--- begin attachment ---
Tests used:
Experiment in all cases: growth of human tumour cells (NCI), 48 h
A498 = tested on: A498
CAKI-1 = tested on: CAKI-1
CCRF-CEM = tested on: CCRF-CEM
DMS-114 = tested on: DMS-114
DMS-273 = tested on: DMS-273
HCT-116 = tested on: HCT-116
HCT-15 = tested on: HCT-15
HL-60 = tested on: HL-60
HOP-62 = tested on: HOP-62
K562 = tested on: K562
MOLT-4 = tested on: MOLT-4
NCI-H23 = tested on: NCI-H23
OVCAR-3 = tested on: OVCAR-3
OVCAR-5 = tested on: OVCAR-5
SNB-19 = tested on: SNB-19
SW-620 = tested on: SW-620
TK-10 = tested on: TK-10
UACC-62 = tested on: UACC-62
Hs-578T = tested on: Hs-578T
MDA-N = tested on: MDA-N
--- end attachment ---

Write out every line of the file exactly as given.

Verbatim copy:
Tests used:
Experiment in all cases: growth of human tumour cells (NCI), 48 h
A498 = tested on: A498
CAKI-1 = tested on: CAKI-1
CCRF-CEM = tested on: CCRF-CEM
DMS-114 = tested on: DMS-114
DMS-273 = tested on: DMS-273
HCT-116 = tested on: HCT-116
HCT-15 = tested on: HCT-15
HL-60 = tested on: HL-60
HOP-62 = tested on: HOP-62
K562 = tested on: K562
MOLT-4 = tested on: MOLT-4
NCI-H23 = tested on: NCI-H23
OVCAR-3 = tested on: OVCAR-3
OVCAR-5 = tested on: OVCAR-5
SNB-19 = tested on: SNB-19
SW-620 = tested on: SW-620
TK-10 = tested on: TK-10
UACC-62 = tested on: UACC-62
Hs-578T = tested on: Hs-578T
MDA-N = tested on: MDA-N